Every time you use a credit card, you increase the chances of that card number being used fraudulently. Cards can be skimmed and hacked in a number of different ways.
Watch your card. Whenever you hand your credit or debit card to a salesperson or waiter, watch to see where your card is taken and what is done with it. Itâ€™s normal for the card to be swiped through a point of sale terminal or keyboard card reader. But if you happen to see your card swiped through an additional reader that doesnâ€™t coincide with the transaction the card number may have been stolen.
Cover your PIN. There may be cameras or â€œshoulder surfersâ€ recording your PIN at an ATM or point of sale terminal. Cover up the keypad to foil the bad guysâ€™ plan.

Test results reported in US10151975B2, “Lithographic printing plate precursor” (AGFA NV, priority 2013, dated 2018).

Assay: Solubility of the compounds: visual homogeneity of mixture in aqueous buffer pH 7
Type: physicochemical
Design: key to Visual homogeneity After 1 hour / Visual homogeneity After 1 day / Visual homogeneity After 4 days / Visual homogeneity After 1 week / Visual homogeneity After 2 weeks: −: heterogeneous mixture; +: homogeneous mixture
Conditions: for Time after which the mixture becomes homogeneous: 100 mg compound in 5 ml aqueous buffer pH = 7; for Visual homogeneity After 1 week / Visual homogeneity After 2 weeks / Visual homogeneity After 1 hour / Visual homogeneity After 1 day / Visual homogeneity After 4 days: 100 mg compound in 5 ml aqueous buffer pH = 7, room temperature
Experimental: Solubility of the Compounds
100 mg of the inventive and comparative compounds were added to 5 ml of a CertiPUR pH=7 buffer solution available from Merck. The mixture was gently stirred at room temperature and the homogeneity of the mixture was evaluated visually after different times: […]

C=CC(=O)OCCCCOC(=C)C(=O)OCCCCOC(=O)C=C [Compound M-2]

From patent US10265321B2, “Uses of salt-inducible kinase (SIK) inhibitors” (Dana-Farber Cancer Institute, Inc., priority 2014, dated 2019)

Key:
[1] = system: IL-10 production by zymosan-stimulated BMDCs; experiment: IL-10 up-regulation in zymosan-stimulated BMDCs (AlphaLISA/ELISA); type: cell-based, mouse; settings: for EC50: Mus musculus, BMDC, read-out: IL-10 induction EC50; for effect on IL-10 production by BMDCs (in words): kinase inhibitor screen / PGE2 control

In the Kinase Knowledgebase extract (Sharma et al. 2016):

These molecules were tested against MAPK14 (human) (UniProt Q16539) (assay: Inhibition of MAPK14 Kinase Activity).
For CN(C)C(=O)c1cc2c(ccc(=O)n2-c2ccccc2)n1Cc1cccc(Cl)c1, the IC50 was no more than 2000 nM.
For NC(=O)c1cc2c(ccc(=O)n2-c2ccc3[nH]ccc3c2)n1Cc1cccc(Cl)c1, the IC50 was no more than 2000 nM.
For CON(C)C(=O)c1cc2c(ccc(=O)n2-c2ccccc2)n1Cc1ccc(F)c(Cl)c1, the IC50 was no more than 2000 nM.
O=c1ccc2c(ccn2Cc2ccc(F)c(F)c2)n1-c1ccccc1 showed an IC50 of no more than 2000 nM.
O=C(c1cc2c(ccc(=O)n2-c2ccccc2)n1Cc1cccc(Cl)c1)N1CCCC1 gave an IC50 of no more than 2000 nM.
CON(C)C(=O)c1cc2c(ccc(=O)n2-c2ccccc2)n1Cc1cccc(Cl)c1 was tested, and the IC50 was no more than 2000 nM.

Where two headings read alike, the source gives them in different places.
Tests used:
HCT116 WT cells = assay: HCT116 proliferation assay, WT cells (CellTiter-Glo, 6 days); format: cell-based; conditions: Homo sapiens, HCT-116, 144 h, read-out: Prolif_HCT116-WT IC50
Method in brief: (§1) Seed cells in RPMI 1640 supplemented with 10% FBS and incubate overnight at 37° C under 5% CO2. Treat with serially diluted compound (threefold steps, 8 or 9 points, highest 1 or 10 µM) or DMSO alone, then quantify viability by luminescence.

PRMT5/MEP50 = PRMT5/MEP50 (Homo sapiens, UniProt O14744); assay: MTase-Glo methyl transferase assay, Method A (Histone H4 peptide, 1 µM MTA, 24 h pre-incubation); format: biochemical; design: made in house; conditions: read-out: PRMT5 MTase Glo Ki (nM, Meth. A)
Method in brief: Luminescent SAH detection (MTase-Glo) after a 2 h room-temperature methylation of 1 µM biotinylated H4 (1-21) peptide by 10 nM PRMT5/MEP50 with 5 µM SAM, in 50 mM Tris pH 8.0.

Change up your card number. This is inconvenient but effective. The more frequently you change your number, the more secure that number will be. Once or twice a year is good.
Select online shopping websites carefully. When searching for a product or service online, do business only with those you recognize. Established e-retailers are your safest bet.
Beware of phishing. Never purchase products or services by responding to an email. This generally results in your card number being phished.
Use secure sites. Before entering a credit card number, always look for â€œhttpsâ€ in the address bar. The â€œsâ€ in â€œhttpsâ€ means the site has an additional layer of protection that encrypts the card number.
The most important tip of all is to watch your statements. This extra layer of protection requires special attention. If you check your email daily, you ought to be able to check your credit card statements daily, too, right? Once a week is sufficient, and even once every two weeks is okay. Just be sure to refute any unauthorized withdrawals or transactions within the time limit stipulated by your bank. For most credit cards, itâ€™s 60 days, and for debit cards the limit can be 30 days or less.